In my teens, my friends and I were likely to be sitting around on a hillside overlooking the town and the abbey, doing nothing in particular but just hanging out, with the bells ringing in the background. There was a sense of remote infinity.


In the winter, with windows closed, it was harder to hear the bells so when I hear church bells now, I go straight back to balmy summer evenings and that sense of remote infinity.


Now I live in Petersfield and guess what – bell practice is also on a Tuesday!


What memories come up for you with certain sounds?



Want help in finding your stories? I can help you.


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How tuned in are you?

Sharing stories helps you connect with your audience – to a point, that is.


Sometimes though, no matter how relatable you might think you are being, the gap between where you are and where your audience is remains too big. It’s too hard for them to put themselves into your story when they have zero experience of your world.


If your story is about the challenges of living within a jet set life of glamour when your audience inhabits a world of basic survival you risk creating too wide a gap between where you are now and where they are, however much they might want to bridge that gap.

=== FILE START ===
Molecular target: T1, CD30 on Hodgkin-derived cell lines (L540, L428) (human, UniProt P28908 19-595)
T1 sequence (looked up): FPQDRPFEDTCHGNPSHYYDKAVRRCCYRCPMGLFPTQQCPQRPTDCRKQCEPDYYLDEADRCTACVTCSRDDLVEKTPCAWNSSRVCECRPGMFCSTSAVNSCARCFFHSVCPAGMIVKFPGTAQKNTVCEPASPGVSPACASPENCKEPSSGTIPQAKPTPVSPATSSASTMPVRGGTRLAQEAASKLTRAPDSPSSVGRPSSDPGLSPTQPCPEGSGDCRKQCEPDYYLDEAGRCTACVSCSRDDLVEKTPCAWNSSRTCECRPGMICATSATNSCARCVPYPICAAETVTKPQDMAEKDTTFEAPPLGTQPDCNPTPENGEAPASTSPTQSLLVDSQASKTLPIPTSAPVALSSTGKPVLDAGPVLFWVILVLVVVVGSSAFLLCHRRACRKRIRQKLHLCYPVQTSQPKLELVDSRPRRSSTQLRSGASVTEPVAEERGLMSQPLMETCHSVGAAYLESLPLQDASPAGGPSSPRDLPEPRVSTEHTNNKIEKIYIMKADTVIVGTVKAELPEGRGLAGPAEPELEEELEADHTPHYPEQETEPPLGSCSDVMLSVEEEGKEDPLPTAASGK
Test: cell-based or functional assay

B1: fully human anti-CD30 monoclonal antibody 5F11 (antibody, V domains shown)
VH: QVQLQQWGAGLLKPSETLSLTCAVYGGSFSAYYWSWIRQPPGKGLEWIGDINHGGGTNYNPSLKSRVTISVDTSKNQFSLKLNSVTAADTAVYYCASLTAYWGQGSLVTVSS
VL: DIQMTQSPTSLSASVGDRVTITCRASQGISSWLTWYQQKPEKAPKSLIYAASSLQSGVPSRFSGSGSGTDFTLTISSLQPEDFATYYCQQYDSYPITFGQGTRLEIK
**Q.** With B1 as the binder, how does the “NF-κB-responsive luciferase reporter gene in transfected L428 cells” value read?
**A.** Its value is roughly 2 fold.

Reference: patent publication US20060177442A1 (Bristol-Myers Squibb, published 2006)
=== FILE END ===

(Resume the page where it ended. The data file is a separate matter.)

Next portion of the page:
So start where your audience is. Find out more about them, their levels of knowledge, the worlds they live in, etc. and choose stories that match that.


So yes, stories will help you connect but make sure they’re the right stories.


And if you need help with finding those stories, let’s have a chat.



Want help in finding your stories? I...

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You've made my day

Are you one of those people that others open up to and share their life stories, whether you ask them to or not?

It frequently happens to me.

On a recent morning walk, I found myself chatting with a complete stranger.

He seemed keen to talk and shared a lot of his personal story. In truth he wasn’t in a good place so for the most part I listened and reflected.

Imagine my surprise when as we parted company he thanked me for making his day!

I thought about why that might have been.

Simply letting him talk probably helped.

With a counselling background, I knew how hard depression is, for both the person suffering and those around them so he probably felt understood.

I was familiar with several of the techniques he was using to improve his life and could tell him about other people I knew who’d successfully used those techniques so he probably felt validated.